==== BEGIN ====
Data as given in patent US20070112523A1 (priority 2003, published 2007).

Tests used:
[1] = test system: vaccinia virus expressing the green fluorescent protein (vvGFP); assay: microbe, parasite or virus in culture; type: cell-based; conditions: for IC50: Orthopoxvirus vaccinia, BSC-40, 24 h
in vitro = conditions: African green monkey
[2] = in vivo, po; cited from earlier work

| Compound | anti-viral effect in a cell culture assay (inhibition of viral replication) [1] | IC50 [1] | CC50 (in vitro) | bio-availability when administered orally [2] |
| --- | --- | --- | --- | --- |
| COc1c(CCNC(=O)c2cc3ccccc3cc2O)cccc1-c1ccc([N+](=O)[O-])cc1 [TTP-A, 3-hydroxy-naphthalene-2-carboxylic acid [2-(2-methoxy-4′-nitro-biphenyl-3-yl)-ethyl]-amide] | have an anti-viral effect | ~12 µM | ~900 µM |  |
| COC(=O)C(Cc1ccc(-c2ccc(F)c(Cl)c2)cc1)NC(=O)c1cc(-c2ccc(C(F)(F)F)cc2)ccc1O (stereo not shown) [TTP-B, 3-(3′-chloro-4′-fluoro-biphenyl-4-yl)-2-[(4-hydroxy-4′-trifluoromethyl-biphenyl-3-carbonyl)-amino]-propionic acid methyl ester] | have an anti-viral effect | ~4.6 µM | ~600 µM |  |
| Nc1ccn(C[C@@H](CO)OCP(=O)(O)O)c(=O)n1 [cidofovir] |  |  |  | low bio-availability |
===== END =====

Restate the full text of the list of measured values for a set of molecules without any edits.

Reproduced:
Data as given in patent US20070112523A1 (priority 2003, published 2007).

Tests used:
[1] = test system: vaccinia virus expressing the green fluorescent protein (vvGFP); assay: microbe, parasite or virus in culture; type: cell-based; conditions: for IC50: Orthopoxvirus vaccinia, BSC-40, 24 h
in vitro = conditions: African green monkey
[2] = in vivo, po; cited from earlier work

| Compound | anti-viral effect in a cell culture assay (inhibition of viral replication) [1] | IC50 [1] | CC50 (in vitro) | bio-availability when administered orally [2] |
| --- | --- | --- | --- | --- |
| COc1c(CCNC(=O)c2cc3ccccc3cc2O)cccc1-c1ccc([N+](=O)[O-])cc1 [TTP-A, 3-hydroxy-naphthalene-2-carboxylic acid [2-(2-methoxy-4′-nitro-biphenyl-3-yl)-ethyl]-amide] | have an anti-viral effect | ~12 µM | ~900 µM |  |
| COC(=O)C(Cc1ccc(-c2ccc(F)c(Cl)c2)cc1)NC(=O)c1cc(-c2ccc(C(F)(F)F)cc2)ccc1O (stereo not shown) [TTP-B, 3-(3′-chloro-4′-fluoro-biphenyl-4-yl)-2-[(4-hydroxy-4′-trifluoromethyl-biphenyl-3-carbonyl)-amino]-propionic acid methyl ester] | have an anti-viral effect | ~4.6 µM | ~600 µM |  |
| Nc1ccn(C[C@@H](CO)OCP(=O)(O)O)c(=O)n1 [cidofovir] |  |  |  | low bio-availability |